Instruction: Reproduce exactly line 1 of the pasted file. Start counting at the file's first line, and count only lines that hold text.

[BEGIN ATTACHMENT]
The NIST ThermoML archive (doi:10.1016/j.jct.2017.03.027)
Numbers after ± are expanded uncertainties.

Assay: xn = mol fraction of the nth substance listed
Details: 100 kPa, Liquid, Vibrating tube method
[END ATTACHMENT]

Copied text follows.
The NIST ThermoML archive (doi:10.1016/j.jct.2017.03.027)